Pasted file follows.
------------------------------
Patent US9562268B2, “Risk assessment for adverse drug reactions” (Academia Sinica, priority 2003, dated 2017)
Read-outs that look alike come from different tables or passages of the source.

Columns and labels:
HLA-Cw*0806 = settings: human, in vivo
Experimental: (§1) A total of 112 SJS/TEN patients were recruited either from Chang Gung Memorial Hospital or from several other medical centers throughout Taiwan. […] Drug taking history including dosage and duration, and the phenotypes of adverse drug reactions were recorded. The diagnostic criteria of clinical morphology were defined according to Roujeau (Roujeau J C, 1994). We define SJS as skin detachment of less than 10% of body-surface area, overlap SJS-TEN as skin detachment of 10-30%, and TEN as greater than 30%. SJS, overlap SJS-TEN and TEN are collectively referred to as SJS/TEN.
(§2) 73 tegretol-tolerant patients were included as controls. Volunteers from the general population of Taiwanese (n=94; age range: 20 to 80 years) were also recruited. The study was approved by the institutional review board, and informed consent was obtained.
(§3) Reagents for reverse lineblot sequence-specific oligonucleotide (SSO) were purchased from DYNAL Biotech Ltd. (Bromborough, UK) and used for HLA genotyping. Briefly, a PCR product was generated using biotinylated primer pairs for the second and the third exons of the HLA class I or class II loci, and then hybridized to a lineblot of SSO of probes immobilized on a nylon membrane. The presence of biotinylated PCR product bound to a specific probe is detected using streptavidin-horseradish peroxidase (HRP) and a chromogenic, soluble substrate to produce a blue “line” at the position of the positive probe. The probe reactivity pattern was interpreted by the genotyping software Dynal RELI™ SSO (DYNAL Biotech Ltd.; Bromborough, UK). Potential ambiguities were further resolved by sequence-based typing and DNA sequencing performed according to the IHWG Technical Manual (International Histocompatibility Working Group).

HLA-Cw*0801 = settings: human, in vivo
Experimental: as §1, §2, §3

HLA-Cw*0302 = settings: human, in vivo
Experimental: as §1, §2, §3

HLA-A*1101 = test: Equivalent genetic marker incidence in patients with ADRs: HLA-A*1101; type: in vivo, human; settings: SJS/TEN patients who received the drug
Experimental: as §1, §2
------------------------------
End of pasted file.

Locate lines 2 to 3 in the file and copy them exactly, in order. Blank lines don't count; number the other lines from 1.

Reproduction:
Read-outs that look alike come from different tables or passages of the source.

Columns and labels: